Next, developing a clear and comprehensive green energy plan will provide certainty and direction for both investors and businesses looking to transition to sustainable practices. This will involve setting clear targets, incentives, and regulations to promote the adoption of renewable energy sources and environmentally friendly technologies.

Lastly, simplifying bureaucratic procedures and streamlining administrative processes will reduce red tape and make it easier for German companies to do business in Vietnam. This could involve digitising paperwork, reducing approval times, and improving coordination between government agencies to create a more business-friendly environment.

Addressing these issues will not only make Vietnam more attractive for German companies but will also contribute to the country’s overall economic development and competitiveness on the global stage.

German businesses value Vietnam for its opportunities to diversify supply chains and establish a strategic base in Asia. The country’s dynamic economic growth, proactive policies, and strategic geographic location make it an attractive investment destination. The EU-Vietnam Free Trade Agreement is also highly valued for boosting trade opportunities and reducing tariffs.

Additionally, Vietnam’s favourable trade policies, absence of local content requirements, and a growing domestic market offer significant opportunities for business expansion. The strong historical and cultural ties between Vietnam and Germany, supported by a large Vietnamese community in Germany and approximately 150,000 Vietnamese who have studied and worked in Germany, further enhance mutual understanding.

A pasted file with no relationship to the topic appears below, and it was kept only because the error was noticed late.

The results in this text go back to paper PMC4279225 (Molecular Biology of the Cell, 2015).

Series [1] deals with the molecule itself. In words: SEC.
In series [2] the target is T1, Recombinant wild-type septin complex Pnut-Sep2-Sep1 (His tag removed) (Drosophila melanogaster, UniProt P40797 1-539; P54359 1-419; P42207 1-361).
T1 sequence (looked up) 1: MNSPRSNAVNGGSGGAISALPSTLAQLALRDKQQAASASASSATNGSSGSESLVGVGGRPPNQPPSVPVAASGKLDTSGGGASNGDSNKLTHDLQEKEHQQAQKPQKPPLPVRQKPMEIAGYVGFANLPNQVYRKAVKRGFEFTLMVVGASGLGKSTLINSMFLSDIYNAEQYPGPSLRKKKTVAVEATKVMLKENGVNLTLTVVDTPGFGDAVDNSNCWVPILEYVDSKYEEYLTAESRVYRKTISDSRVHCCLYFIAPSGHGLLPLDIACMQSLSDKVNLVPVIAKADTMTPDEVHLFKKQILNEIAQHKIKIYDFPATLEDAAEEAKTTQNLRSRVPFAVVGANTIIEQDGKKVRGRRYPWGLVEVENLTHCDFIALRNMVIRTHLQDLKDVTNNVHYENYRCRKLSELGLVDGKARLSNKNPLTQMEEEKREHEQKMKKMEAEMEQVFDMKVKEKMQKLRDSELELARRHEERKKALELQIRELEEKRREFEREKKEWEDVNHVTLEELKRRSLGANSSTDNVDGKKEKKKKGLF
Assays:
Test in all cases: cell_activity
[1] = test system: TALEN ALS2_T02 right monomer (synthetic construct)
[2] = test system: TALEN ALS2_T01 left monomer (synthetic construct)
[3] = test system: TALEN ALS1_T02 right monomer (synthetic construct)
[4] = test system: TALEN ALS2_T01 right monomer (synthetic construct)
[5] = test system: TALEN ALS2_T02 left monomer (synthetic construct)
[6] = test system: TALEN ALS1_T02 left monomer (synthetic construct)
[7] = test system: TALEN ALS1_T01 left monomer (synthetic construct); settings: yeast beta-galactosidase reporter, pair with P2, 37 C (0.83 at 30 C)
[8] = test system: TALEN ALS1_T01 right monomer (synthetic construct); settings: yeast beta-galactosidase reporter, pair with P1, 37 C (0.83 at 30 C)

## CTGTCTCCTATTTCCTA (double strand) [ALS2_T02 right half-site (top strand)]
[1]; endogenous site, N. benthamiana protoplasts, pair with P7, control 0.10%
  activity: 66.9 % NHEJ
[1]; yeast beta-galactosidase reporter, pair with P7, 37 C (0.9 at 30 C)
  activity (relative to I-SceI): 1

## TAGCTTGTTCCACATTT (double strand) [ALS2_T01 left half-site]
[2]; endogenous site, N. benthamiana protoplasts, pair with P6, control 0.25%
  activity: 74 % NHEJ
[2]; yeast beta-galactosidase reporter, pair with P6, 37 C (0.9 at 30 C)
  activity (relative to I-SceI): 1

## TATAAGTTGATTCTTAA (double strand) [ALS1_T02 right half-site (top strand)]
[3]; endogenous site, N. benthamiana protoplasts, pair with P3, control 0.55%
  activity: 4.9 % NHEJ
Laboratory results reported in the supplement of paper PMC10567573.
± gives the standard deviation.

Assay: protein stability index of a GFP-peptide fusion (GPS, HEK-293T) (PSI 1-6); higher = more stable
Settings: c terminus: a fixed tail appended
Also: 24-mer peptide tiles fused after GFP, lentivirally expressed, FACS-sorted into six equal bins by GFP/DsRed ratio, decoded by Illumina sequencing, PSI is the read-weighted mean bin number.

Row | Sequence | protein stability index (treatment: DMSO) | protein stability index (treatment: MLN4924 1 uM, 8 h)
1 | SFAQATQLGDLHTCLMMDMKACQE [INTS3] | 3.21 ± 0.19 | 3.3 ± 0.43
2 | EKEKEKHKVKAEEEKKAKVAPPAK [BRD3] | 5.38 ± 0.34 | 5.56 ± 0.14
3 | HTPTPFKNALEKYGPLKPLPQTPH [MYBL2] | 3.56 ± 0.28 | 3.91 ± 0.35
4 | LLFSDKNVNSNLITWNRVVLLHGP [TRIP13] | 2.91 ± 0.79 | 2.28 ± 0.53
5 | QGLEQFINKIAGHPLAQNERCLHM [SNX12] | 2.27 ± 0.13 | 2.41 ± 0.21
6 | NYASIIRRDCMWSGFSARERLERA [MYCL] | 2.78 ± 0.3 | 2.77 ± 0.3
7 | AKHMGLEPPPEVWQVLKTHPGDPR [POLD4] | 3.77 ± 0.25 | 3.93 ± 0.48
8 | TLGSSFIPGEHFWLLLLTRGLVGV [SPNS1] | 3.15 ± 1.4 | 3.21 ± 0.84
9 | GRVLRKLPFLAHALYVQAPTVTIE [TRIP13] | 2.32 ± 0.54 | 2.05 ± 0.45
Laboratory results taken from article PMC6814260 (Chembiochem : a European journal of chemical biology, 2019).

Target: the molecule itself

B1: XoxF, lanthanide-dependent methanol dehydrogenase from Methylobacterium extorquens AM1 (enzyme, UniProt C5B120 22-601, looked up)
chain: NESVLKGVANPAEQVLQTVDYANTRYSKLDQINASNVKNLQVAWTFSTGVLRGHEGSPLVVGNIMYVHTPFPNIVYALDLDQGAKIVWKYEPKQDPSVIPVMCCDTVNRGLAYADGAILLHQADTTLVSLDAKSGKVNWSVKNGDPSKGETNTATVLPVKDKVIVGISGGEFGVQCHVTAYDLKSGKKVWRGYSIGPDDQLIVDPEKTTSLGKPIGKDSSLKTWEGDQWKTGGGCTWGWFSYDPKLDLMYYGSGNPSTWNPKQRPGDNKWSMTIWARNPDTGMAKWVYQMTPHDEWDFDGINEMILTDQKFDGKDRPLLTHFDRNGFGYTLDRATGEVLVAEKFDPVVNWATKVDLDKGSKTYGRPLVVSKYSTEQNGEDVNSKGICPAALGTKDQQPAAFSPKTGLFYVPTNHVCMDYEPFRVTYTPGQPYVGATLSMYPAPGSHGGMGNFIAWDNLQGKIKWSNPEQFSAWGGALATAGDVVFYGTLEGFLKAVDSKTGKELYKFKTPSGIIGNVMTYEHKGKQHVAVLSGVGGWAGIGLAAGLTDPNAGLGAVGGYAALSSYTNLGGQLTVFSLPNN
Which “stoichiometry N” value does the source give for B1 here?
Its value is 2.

However, there are areas needing improvement. According to the AHK World Business Outlook Survey 2024, 90 per cent of German companies face challenges when diversifying their supply chains in Vietnam, with 70 per cent struggling to find suitable qualified suppliers. Half of the businesses encounter complex and unpredictable regulatory requirements, suggesting a need for streamlined regulations.

There is also a shortage of highly skilled labour in certain sectors, such as high technology and engineering, which could be addressed through enhanced education and training programs. The economic legal framework requires refinement to provide a more stable environment for foreign investors. Supply chain disruptions and decreasing demand in some sectors are additional concerns that need attention to ensure continued economic growth and business success.

Despite these challenges, the positive economic outlook for Vietnam remains strong. The AHK WBO Survey 2024 indicates that 57 per cent of German companies expect positive economic development in Vietnam, and 80 per cent plan to continue investing in the country over the next 12 months. With the right improvements, Vietnam can further solidify its position as a prime destination for German businesses.

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By Thu Trang